Gregg Jakobson, who produced the record and co-wrote many of the songs. He’d be tapping his jeans and he’d use that, says Guercio. “Dennis had a sound in mind,” he says. “He couldn’t always articulate it, but he could hear it.” Brian called the record a work of genius.
For years, the material for both records languished in dusty boxes in the Beach Boys archive. There was speculation it would never re-emerge, given legal tangles over who owns what in a body of work written under contractual arrangements with various people. Guercio signed the first cheques and launched
Nobody expected much from Dennis the wild man: the album was a revelation
the mammoth project of releasing it, which involved a kind of musical forensics. There were days of painstaking cataloguing, listening, selecting, as the tapes had no sheets tracking what had been recorded. Mixing Bambú’s songs, in particular, was laborious: Jakobson recalls sifting through 70 tracks of guitar parts for one song. “It was a labour of love,” says Guercio—one shared by people like the Foo Fighters’ Taylor Hawkins, who sings on Holy Man, the only song for which new material was recorded. (Brian May and Roger Taylor, of Queen, contributed arrangements for a version of the same, not yet released.)
It must also have been an emotional task. Created at the peak of both Dennis’s alcoholism and his musical evolution, the two records are a haunting document of a downward spiral. Wilson seemed to use the studio as a diary, and to listen to the songs is to watch a man break down before your eyes. When he sings, on Time, “I’m the kind of guy who loves to mess around,” you know he means it. There’s a brutality, and an almost impossible fragility, in the line-a man whispering the truth to himself. Thoughts of You is music you’ve never heard before, an affecting ballad that suddenly turns on itself, enveloping the singer in a wash of angry synthesized sound. “He had this horrible absence inside of him,” says Peter Ames Carlin, the author of the well-regarded Brian Wilson biography Catch A Wave. “It inspired him to write and be brilliant, and it tore away at him. So you get this great record, but it’s his last will and testament.”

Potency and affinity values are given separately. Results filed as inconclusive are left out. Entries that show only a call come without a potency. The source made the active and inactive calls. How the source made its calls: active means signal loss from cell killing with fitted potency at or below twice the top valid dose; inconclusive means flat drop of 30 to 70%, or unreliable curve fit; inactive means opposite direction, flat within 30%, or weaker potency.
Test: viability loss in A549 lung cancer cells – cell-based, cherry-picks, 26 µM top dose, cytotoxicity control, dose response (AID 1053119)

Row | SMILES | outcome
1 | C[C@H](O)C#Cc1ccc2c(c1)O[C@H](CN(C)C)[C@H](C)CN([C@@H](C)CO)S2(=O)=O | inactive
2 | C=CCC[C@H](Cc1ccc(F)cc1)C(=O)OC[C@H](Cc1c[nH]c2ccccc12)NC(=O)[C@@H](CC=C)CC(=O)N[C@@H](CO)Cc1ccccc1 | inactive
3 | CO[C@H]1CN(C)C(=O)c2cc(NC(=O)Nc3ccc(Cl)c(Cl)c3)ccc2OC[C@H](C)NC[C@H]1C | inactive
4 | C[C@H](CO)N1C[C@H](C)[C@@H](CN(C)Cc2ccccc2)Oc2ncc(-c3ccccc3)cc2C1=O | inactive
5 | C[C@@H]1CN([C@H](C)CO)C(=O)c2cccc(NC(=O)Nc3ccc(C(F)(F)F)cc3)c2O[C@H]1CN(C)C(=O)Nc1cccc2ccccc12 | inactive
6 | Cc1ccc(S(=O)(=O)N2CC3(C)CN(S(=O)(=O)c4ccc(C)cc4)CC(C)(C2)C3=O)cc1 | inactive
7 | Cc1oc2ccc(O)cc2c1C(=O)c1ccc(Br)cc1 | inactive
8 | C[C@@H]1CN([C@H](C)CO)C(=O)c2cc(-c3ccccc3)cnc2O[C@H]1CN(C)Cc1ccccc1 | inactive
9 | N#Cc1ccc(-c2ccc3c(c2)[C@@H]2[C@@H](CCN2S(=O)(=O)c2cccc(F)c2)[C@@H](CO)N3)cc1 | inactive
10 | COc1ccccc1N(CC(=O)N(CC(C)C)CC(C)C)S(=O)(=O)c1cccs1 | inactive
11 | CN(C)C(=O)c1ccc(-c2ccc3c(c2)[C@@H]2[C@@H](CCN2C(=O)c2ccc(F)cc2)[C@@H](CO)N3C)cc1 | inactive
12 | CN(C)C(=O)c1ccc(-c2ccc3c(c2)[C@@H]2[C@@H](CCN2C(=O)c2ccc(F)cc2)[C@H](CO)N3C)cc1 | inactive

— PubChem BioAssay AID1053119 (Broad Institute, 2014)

The songs are anguished, oddly spiritual hymns to love and loss, the roar of the ocean
somehow palpable in the distance over the warm arrangements of piano, oboe, pipe organ, bass harmonicas (and, on River Song, a full gospel choir). And Dennis sings them in a voice that is itself like sand—a voice ravaged by time and far worse, and on the brink of collapse. This is not the Beach Boys of Four Freshmen harmonies; in places it’s outsider music with a budget and a cast of wonderful musicians (though Dennis played many of the parts himself). Even the bluesy funk-inflected numbers with bleating horns and discomfiting titles like Schoolgirl have a certain ineffable sadness. Dislocation
was a motif in Dennis’s life—he seemed to pull away instinctively from the concrete ugliness of L.A., from roots anywhere. Musically, he was not one for listening to other people’s work, and his songs reflect that, too, floating islands in their own strange sea.
It’s always difficult to know what makes a cult classic, to separate music from legend. Dennis certainly had all the requisites for tragic hero status, including the pathos of what could have been. Carlin and Jakobson both
muse that had he overcome his vices and survived, he might have surpassed the band. Even before Pacific Ocean Blue was completed, Dennis, irrepressibly spontaneous, had moved on to the next thing. “I’ve done it, you’ve heard it. Bambú’s going to be even better!” Guercio recalls him saying.
But six years after the album came out, wowing critics and selling respectably, Dennis died, on a drunken December afternoon spent diving off the Marina del Ray pier looking for odd baubles he’d tossed off his old boat, Harmony. He had promised to go into rehab and was full of hope for the future when he slipped for the last time into the ocean that so inspired him. He was buried at sea a week later. His fans would wait 30 years to hear some of the music he created in those last years, which could have been a beginning but proved to be the end. “Wouldn’t it be nice to live again?” Dennis sang on another heartbreaking song, cut from Surf’s Up and never yet released. In a sense, he now will.
The story you want is part of the Maclean’s Archives. To access it, log in here or sign up for your free 30-day trial.
Experience anything and everything Maclean's has ever published — over 3,500 issues and 150,000 articles, images and advertisements — since 1905. Browse on your own, or explore our curated collections and timely recommendations.WATCH THIS VIDEO for highlights of everything the Maclean's Archives has to offer.